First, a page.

In this episode of Runnymede Radio, our National Director Kristopher Kinsinger sits down with Gerard Kennedy and Mark Mancini to discuss the differences between the Supreme Court of Canada and the Supreme Court of the United States and why, in their view, Canada’s apex court should not be described as a partisan institution.
The Runnymede Society is a membership-based organization that invites speakers from all across the ideological spectrum to debate legal ideas that engage the rule of law, constitutionalism, and individual liberty. The goal is to focus on these age-old principles in the context of real issues that are not often explored in the law school classrooms.
In this episode of Runnymede Radio, our National Director Kristopher Kinsinger sits down with Jesse Hartery, former McGill Runnymede chapter president and current PhD candidate at Melbourne Law School, to discuss his ongoing research on the theory and doctrine of Canadian federalism.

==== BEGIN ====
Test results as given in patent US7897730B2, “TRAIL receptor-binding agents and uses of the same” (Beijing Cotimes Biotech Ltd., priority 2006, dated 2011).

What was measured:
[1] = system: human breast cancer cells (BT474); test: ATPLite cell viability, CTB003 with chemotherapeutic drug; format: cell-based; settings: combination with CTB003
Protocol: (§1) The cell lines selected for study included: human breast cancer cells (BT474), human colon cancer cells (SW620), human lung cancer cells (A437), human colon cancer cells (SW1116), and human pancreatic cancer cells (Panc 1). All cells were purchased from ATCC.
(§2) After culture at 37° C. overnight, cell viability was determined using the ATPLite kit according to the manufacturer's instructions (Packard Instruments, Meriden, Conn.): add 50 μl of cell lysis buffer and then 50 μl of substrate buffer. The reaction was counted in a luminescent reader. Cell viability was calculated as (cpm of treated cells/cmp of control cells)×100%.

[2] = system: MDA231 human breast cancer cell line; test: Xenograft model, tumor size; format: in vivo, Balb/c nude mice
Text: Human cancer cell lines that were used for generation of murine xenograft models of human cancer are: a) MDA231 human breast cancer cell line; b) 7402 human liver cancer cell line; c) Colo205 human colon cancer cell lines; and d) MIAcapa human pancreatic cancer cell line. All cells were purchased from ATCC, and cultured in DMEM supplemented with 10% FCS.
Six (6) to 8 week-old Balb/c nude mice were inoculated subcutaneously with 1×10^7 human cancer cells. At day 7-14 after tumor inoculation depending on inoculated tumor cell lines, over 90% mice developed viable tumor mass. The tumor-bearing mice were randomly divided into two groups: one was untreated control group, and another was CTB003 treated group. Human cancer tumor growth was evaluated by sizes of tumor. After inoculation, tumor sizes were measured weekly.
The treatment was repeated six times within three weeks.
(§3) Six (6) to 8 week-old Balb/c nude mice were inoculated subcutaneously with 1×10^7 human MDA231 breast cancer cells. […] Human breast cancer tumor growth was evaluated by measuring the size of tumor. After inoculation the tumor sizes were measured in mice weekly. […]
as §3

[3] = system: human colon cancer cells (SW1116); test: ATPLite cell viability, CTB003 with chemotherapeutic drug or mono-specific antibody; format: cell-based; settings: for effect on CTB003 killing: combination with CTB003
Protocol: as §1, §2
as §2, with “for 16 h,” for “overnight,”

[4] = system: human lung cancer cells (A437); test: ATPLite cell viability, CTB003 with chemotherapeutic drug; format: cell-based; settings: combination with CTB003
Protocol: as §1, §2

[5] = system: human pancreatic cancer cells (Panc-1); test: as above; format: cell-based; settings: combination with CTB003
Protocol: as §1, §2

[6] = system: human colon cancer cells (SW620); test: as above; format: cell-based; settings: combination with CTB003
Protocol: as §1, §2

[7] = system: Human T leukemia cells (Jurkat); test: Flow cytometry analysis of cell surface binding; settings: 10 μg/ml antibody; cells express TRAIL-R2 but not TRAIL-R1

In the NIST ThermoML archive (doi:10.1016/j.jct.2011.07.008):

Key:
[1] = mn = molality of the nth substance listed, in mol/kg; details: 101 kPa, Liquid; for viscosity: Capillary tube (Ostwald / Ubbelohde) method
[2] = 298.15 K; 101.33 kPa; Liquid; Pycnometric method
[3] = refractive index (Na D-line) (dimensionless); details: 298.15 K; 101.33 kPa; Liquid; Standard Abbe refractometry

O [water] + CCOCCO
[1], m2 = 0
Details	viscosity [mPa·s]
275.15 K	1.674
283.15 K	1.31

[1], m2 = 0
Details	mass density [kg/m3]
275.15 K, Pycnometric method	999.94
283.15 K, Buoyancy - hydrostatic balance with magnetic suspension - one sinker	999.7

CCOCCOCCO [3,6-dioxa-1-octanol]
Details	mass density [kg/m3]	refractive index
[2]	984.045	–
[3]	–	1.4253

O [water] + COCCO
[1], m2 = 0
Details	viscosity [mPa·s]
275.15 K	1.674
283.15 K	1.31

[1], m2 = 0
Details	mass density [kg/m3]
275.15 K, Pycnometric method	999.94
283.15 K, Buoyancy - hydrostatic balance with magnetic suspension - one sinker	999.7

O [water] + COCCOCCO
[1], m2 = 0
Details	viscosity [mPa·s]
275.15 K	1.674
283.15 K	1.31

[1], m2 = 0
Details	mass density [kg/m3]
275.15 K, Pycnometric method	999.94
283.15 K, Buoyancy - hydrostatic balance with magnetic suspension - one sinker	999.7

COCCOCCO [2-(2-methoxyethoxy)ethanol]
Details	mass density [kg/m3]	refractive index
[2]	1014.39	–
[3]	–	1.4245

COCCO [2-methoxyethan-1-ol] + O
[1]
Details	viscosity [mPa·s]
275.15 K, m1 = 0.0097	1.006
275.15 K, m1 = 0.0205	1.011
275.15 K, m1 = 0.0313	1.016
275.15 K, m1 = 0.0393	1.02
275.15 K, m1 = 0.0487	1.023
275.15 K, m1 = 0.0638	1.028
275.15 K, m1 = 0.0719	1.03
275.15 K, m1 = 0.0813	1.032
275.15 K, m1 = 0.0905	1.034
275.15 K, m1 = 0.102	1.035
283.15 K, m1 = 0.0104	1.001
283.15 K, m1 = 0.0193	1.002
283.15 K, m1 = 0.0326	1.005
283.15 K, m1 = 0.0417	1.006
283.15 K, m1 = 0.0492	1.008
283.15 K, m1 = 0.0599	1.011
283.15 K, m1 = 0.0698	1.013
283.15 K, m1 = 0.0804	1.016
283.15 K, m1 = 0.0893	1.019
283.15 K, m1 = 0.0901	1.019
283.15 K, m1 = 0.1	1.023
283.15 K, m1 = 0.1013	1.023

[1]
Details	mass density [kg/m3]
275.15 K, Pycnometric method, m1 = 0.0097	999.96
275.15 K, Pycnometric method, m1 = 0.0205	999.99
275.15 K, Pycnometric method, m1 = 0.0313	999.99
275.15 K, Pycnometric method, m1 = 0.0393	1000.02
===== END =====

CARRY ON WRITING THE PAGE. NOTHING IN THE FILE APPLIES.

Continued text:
In this episode of Runnymede Radio, Philippe Lagassé of Carleton University sits down to discuss what the accession of King Charles III means for the monarchy in Canada.
WHY JOIN THE RUNNYMEDE SOCIETY?
We provide funding for debates, symposia, and panel discussions with external speakers and refreshments. We are able to assist with reaching out to speakers and fund out-of-town speaker travel expenses.
We host regular networking events with local members of the legal profession, academics, journalists, and other students.
We aim to connect first-year students with upper-years who can provide mentorship and academic guidance, as well as course summaries.
In 2016, we founded the Runnymede Society as a national student membership organization dedicated to exploring the ideas and ideals of constitutionalism, liberty and the rule of law. We provide outstanding support and opportunities for intellectual enrichment, networking, and professional development, including by providing members opportunities to meet and enrich their legal knowledge with professors, practitioners, and judges.